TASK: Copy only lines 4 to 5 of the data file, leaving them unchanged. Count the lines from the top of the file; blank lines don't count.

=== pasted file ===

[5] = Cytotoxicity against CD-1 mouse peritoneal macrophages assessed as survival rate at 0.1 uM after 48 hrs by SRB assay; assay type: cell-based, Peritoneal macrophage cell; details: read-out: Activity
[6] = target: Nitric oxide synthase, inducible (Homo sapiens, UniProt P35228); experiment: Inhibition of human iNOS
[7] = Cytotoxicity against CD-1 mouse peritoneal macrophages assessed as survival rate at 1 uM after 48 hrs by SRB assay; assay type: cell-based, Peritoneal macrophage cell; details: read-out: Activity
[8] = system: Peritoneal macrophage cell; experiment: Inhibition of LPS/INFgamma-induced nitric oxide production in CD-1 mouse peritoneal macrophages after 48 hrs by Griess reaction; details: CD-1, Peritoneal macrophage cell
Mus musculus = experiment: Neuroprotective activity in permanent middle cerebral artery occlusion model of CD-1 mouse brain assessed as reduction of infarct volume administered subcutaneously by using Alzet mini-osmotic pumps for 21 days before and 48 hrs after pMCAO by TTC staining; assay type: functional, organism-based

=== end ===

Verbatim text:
[8] = system: Peritoneal macrophage cell; experiment: Inhibition of LPS/INFgamma-induced nitric oxide production in CD-1 mouse peritoneal macrophages after 48 hrs by Griess reaction; details: CD-1, Peritoneal macrophage cell
Mus musculus = experiment: Neuroprotective activity in permanent middle cerebral artery occlusion model of CD-1 mouse brain assessed as reduction of infarct volume administered subcutaneously by using Alzet mini-osmotic pumps for 21 days before and 48 hrs after pMCAO by TTC staining; assay type: functional, organism-based